From Puppy To Adult Start Your Dog Obedience Training On The Right Path

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From Puppy To Adult Start Your Dog Obedience Training On The Right Path

by Ruth Bird



Puppy 2-3 weeks old

This is the stage where you puppy will start to respond to his environment. He will slowly start to crawl around, and recognize his "mommy" and "siblings". Remember that before you ever start your dog obedience training, your puppy's dog mom will start by teaching him doggy behavior.

Your Puppy At 3-4 Weeks

Your puppy will go through the sensory development stage. He will know his surroundings and recognize you and your family members. Try and be calm and not too loud around your puppy at this stage. Loud noises, lots of activity could have an impact on your puppy at this point in his development. Your puppy will learn to be a dog now, so do not remove your puppy from it?s four legged mommy and siblings. His doggy mommy will need her own time to train her puppy.

Your Puppy at 4-7 Weeks

At this stage your puppy learns manners from its doggy mother. He will learn all about the leader of the pack at this stage. It is at this stage that you can start to wean your puppy.

Start handling the puppies at this point, but, not for more then about 15 minutes at a time. Puppies that are removed to early can have "dog" development problems. Your puppy will need to stay with its doggy family till 7-8 weeks of age. This will give him optimum dog development time.

Make sure you let your puppy become a "dog".

Your Puppy at 8 weeks to 12 weeks

Your puppy is learning about family life in your home. This is NOT the time for heavy duty training, or serious corrections. This is the time to gently start to teach your dog to fit into his family.

His bladder and bowel control will increase at this stage. More free time for you! You can begin to train your puppy for some easy commands like: come, sit, stay, and down. Leash training can also start at this stage. Do not isolate your dog because this is the time he learns how to interact in your environment.

Your puppy at 12-16 weeks, the rebellious age

This is the age where your puppy gets his own mind, ideas and he will try to outsmart you.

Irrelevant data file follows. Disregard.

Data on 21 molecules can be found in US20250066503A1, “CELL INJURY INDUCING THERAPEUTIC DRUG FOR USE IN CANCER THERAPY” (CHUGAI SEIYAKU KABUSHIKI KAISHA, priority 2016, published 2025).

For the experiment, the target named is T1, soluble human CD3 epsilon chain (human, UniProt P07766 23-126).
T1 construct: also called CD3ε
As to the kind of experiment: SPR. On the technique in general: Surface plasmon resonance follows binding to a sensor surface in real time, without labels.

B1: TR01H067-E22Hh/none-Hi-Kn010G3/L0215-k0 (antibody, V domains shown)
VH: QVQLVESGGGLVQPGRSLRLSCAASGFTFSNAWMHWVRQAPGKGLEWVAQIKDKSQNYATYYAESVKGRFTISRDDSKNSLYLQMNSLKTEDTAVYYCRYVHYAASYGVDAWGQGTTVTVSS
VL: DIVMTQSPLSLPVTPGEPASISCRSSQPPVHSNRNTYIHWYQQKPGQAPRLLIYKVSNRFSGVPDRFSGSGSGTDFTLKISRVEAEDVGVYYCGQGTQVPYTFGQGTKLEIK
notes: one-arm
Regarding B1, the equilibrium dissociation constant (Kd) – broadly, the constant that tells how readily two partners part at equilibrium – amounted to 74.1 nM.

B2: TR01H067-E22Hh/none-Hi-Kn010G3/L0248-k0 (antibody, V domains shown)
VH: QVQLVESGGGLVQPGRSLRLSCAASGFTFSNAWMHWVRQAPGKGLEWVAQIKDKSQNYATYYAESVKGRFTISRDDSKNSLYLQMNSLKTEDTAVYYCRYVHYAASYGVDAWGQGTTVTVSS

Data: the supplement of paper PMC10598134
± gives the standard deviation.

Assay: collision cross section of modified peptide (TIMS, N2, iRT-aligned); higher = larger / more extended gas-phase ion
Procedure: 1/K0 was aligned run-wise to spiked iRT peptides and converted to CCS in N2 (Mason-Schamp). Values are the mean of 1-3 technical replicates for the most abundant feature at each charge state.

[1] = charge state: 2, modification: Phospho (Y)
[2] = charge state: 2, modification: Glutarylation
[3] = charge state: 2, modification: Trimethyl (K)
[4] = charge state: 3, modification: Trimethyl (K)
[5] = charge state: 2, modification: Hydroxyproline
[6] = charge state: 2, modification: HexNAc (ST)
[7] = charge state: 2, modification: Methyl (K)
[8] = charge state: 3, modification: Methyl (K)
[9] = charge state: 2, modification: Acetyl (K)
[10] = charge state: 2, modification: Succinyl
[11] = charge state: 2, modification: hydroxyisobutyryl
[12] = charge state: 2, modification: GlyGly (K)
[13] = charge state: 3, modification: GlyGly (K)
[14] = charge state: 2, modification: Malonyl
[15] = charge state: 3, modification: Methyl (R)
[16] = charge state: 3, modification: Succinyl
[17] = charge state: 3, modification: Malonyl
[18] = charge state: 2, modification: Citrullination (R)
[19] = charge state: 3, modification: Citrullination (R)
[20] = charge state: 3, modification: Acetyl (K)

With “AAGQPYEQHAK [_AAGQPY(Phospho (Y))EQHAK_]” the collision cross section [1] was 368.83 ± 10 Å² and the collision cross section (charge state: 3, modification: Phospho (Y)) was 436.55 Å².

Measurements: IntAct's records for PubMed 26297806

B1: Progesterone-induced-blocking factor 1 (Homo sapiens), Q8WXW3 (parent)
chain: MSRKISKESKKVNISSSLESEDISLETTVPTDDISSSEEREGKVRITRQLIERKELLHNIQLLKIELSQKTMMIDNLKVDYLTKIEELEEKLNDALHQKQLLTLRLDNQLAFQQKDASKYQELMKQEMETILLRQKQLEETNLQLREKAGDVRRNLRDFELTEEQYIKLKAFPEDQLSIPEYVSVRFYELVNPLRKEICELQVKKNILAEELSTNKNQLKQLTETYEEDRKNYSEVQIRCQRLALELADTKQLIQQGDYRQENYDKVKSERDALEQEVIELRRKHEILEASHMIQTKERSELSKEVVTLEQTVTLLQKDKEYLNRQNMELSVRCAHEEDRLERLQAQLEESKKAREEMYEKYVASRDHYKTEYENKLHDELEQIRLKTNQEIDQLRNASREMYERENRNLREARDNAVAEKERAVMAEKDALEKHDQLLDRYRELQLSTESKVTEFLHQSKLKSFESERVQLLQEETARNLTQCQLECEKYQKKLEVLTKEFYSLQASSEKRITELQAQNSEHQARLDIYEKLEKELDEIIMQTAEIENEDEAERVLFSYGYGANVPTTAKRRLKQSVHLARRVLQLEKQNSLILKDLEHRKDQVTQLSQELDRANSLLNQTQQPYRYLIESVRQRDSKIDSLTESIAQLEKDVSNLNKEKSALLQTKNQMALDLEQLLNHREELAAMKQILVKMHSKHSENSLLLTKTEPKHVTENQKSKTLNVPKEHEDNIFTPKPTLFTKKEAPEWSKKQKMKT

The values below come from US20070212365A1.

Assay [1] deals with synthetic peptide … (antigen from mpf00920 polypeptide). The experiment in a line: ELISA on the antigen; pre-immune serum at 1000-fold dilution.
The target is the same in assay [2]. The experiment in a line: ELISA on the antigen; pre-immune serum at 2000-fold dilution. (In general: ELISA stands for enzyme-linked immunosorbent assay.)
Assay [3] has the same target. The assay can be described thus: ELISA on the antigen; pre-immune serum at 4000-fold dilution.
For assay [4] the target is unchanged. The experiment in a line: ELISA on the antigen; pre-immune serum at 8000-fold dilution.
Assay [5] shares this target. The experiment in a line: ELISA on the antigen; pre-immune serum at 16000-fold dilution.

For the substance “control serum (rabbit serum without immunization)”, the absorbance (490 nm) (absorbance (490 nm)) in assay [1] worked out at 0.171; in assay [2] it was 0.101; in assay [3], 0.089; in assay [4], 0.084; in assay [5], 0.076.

He will start play biting, and you will need to stop this right at the beginning.

This is a good time to play with your puppy. But, do not play rough games and teach your puppy to be rough with humans. He will believe that "winning" at these games means he has become the dominant in the human pack.

Your puppy at 4-6 Months

This is the stage where your puppy will test you to your limits. Be firm, but gentle! He will also go through that horrid teething stage. Do some internet searching on this subject for tools to help you both get through this intact. Frozen bones will sooth him during this period.

Teach him at this point to "play" gently with the kids. Never, ever let your puppy off a leash near traffic or near any place where he could get hurt. He may come back to you 3 times, but the fourth he WON?T!

This is the time for neutering or spaying, if that is the route you would like to go.

6-18 Months ? The growing up to adulthood months

He is really learning everything YOU choose for him to learn. So, take advantage of this time period. What you teach today you will not have to correct tomorrow.

Always be realistic. Teach yourself how to train your dog. There are good internet courses available. Teach your dog to be sociable also, take him to a training class to learn this.

And, do seek the advice of a dog professional for training and dog equipment. This is very important.

Ruth is actively involved with the internet and she finds it very exciting. Her passions are people and pet health. She is a wife, a stepmom a dog owner and a business person. She is married for almost 30 years to Chris who has been, and still is, battling the monster MS. Two of her dogs are Certified Therapy Dogs. She is currently working from her home.

Her About Page http://www.mimfreedom.com/aboutus.htm

Her home page: http://www.ruthsinformationabout.com

Her Pet Blog http://www.happypetstop.com/blog



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